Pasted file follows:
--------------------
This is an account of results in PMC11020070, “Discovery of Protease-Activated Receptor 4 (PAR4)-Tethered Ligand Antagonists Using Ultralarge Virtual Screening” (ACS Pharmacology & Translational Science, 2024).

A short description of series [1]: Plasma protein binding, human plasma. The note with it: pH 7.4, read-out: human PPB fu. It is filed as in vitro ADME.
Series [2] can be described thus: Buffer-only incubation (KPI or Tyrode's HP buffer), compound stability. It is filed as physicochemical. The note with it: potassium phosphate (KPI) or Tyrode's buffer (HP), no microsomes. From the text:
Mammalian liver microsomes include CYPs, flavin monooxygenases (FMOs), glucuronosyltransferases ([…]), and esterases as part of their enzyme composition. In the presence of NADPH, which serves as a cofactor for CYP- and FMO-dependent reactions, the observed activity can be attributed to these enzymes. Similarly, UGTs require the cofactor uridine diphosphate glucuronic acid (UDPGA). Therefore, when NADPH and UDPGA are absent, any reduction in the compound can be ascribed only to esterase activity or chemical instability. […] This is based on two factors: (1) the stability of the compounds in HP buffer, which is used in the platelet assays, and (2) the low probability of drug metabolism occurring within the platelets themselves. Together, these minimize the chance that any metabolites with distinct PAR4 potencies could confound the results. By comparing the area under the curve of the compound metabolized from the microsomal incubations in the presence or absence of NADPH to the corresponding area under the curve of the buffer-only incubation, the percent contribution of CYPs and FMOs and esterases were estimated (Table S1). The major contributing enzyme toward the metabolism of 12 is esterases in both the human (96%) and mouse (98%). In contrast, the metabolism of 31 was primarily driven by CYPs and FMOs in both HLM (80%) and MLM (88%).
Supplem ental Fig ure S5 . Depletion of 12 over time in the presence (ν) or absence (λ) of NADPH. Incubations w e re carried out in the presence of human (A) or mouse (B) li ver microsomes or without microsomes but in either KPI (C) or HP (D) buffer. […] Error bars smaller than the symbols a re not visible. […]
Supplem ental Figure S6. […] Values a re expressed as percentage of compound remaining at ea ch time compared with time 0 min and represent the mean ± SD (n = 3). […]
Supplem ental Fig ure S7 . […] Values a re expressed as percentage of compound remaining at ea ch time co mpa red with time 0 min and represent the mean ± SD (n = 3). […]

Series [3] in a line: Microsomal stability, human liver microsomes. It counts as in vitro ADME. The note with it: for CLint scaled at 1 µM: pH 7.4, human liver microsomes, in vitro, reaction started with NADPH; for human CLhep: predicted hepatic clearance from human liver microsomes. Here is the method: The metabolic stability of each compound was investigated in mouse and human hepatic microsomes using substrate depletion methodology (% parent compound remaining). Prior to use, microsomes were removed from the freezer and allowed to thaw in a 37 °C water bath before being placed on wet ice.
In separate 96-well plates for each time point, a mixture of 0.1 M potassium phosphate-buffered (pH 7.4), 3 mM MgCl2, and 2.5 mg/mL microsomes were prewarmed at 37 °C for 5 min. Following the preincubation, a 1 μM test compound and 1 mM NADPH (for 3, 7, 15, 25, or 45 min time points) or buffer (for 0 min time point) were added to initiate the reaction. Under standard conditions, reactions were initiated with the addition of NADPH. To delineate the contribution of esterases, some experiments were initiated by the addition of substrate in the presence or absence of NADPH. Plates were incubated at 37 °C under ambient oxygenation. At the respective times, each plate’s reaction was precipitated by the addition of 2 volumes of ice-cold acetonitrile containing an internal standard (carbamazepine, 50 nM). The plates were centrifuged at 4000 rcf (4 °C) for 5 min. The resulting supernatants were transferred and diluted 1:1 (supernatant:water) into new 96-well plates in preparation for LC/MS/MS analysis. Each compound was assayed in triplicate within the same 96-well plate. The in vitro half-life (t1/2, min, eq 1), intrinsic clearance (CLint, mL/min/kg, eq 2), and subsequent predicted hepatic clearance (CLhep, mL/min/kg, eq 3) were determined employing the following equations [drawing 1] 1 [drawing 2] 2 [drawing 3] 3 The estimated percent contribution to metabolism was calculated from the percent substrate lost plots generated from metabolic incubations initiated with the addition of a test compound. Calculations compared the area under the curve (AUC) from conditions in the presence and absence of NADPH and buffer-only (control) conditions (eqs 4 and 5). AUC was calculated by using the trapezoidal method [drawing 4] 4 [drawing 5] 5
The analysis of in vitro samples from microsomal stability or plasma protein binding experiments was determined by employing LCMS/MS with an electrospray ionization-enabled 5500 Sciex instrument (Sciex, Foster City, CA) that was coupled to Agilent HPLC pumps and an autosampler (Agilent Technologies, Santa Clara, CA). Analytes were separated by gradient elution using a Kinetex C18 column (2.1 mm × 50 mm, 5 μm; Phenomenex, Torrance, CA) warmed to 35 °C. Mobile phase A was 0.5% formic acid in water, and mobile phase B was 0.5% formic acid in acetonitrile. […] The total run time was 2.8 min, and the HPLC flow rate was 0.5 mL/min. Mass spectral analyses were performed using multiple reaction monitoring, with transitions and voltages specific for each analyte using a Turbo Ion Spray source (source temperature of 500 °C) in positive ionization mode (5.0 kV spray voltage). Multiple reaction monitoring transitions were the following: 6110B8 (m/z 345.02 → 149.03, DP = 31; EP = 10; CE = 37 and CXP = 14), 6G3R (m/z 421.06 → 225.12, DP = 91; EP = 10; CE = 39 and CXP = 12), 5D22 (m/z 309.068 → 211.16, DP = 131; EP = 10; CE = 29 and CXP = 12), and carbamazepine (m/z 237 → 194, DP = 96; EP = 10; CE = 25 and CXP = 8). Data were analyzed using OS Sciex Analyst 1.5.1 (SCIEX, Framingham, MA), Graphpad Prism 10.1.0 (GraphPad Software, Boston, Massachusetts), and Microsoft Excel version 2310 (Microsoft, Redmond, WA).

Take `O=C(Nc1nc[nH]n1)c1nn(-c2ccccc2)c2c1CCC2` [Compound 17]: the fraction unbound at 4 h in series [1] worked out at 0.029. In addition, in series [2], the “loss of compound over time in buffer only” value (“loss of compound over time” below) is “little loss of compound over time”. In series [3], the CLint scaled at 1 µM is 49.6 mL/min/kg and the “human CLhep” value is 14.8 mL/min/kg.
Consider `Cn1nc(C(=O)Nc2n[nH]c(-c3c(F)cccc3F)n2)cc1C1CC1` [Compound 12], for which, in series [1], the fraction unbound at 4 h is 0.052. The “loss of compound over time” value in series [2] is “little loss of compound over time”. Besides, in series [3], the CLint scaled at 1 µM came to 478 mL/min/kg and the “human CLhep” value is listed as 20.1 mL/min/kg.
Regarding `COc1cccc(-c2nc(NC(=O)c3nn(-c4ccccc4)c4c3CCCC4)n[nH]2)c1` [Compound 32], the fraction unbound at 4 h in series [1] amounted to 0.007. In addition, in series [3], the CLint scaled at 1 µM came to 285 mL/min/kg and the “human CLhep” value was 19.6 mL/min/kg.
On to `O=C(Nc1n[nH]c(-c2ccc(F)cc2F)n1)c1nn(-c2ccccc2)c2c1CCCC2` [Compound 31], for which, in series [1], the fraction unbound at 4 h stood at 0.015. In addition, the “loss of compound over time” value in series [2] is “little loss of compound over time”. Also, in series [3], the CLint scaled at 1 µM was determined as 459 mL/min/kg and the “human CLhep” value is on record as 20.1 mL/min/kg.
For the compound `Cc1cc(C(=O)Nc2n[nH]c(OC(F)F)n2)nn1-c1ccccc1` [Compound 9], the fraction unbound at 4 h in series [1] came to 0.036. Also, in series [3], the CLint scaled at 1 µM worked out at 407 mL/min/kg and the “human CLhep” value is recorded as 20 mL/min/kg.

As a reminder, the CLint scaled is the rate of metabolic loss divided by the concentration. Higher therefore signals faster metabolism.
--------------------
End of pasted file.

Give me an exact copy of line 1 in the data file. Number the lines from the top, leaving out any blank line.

This is an account of results in PMC11020070, “Discovery of Protease-Activated Receptor 4 (PAR4)-Tethered Ligand Antagonists Using Ultralarge Virtual Screening” (ACS Pharmacology & Translational Science, 2024).